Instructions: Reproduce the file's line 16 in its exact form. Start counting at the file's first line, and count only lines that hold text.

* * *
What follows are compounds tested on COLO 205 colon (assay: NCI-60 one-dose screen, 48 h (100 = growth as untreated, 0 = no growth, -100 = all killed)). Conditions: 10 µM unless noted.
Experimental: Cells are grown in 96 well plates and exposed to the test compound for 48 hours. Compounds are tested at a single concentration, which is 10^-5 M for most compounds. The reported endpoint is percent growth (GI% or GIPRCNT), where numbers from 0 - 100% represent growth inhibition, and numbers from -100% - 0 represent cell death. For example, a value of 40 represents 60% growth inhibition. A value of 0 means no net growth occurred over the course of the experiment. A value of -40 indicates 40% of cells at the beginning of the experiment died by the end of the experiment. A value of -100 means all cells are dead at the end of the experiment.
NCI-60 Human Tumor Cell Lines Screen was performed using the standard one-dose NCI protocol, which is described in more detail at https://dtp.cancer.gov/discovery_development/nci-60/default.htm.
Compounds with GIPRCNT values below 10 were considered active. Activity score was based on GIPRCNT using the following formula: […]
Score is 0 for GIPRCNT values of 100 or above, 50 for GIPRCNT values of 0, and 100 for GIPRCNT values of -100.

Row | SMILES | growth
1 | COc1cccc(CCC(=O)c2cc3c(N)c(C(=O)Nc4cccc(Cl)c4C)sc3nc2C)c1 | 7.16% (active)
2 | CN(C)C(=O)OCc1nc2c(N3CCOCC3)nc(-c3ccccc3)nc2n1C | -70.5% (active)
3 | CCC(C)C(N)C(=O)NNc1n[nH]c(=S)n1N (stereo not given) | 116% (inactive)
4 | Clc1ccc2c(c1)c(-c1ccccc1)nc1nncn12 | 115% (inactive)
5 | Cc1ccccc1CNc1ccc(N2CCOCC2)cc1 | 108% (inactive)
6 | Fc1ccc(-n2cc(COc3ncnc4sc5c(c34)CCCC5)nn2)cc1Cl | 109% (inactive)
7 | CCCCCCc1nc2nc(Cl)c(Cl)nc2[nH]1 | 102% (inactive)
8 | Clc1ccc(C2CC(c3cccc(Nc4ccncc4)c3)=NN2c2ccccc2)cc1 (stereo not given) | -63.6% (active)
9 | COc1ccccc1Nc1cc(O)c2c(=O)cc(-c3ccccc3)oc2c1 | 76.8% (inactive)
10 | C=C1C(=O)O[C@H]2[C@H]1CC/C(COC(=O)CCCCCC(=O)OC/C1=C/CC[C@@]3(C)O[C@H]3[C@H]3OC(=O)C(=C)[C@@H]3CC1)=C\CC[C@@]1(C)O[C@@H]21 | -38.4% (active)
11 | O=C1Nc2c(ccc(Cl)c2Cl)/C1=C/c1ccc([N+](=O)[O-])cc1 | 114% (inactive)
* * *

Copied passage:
10 | C=C1C(=O)O[C@H]2[C@H]1CC/C(COC(=O)CCCCCC(=O)OC/C1=C/CC[C@@]3(C)O[C@H]3[C@H]3OC(=O)C(=C)[C@@H]3CC1)=C\CC[C@@]1(C)O[C@@H]21 | -38.4% (active)